Let us say you've applied to a job, and the employer calls back with a phone interview. When employers ask you about why you're moving on from your current company, is it considered bad to reply "I'm looking for higher compensation than my current company" as one of your reasons?. I'm concerned this might come off as "being greedy" or "being fixated on money".

To add to that, let's assume the current company is providing compensation way below current market rate (like 10-20K). Would that assumption justify citing pay as one of your reasons to move on?

  • You are right to be concerned. I would find your reason by itself sort of inapporiate. It is also not exactly information you want your new employer to know.
    – Donald
    Jun 11, 2012 at 18:30
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    @Ramhound: I don't think it's an unreasonable reason, assuming that the current employer has no interest in brining OP's pay up to near-current market rates. Unless the job has some truly awesome perks or other unique benefits, how can any employer justify paying $x when everyone else in the industry makes around $x + ~15k? Jun 11, 2012 at 18:41
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    I think that your concerns are "right on the money" and I would not mention it at all.
    – Jacob G
    Jun 11, 2012 at 19:21
  • @FrustratedWithFormsDesigner - I personally would have a problem if somebody told me the only reason they were leaving is they are not being paid enough. I personally would throw the applicant's resume in the trash. If you want to put some sugar on that reason, then I might be willing to keep the resume, I just personally have a problem with it. I can accept if you tell me you are just looking to change certain things about your lifestyle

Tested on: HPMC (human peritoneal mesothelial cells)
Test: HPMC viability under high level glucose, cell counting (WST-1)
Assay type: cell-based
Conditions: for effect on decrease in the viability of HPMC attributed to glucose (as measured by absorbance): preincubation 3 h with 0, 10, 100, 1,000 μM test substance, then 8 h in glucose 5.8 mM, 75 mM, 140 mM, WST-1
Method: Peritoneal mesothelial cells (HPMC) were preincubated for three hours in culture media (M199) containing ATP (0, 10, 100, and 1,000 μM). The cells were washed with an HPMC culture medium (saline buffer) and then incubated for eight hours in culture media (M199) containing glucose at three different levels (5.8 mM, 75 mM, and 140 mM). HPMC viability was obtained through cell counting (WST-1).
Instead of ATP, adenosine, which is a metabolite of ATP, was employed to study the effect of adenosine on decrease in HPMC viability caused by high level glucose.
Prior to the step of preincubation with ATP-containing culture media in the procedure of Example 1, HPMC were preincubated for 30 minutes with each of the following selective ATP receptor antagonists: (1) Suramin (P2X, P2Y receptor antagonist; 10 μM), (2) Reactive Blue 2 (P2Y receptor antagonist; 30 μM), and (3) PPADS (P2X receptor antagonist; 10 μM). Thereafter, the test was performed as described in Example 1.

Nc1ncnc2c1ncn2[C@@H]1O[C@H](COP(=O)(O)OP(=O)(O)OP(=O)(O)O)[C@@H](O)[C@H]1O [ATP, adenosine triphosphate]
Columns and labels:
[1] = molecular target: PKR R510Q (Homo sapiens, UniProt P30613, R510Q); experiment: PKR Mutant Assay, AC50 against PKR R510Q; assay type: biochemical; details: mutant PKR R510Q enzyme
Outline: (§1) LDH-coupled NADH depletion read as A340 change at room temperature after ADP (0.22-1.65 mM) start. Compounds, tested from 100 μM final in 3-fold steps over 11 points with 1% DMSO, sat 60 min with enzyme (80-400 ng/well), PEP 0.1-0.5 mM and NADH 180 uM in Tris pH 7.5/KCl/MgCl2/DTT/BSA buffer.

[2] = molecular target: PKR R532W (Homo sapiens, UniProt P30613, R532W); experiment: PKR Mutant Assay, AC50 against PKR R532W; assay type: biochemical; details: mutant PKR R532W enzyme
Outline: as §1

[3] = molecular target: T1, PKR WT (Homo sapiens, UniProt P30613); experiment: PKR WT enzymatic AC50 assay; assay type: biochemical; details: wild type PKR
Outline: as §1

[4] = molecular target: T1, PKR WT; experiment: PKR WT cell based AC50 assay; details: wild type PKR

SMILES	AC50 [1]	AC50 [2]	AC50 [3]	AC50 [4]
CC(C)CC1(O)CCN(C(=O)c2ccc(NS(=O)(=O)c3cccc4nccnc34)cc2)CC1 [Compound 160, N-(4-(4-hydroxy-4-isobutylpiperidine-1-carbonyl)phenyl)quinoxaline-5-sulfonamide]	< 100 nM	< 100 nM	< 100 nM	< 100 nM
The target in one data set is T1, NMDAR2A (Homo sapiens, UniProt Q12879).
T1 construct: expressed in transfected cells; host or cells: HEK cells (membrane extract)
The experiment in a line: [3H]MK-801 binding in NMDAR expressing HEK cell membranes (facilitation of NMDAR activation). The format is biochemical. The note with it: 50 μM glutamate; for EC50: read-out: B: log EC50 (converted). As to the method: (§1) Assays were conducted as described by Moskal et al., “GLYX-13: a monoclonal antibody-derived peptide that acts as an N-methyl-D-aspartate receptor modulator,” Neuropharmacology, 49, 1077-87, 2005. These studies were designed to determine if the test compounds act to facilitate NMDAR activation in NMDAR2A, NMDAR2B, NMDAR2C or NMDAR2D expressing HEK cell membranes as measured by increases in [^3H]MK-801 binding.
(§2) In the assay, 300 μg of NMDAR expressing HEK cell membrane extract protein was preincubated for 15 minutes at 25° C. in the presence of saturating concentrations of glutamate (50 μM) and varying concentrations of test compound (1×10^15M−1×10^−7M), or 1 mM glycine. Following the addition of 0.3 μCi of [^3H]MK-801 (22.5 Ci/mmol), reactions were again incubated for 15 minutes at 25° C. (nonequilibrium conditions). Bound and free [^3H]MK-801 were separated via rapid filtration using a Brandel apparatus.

– Donald
    Jun 12, 2012 at 12:22

9 Answers 9


You are right to be concerned with how this will look. Don't say that they don't pay you enough, and especially don't say that your pay doesn't cover your expenses, which sounds like your problem (inability to live within your means).

Here are two approaches you can use (not together):

  • You're concerned about the financial well-being of your employer. They've had to (choose all that apply:) lay people off, freeze salaries, cut benefits.

  • Your current employer does not offer opportunities for you to advance. (Higher-grade positions generally have higher salaries.) If you use this, be prepared to talk about career goals, not just financial goals, that are not being met.

I've heard both of these from candidates and used the latter, and I haven't seen problems.

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    Your answer was very simple, clear, and thorough. Thanks!
    – Evik James
    Jun 11, 2012 at 19:51
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    This works if: The current employer really is laying people off, freezing salaries, cutting benefits, failing to offer opportunities for advancements. If these aren't the case, the OP would have to come up with another reason, and it might not be a true reason since they've already said they're main reason is very inadequate pay. Jun 11, 2012 at 19:57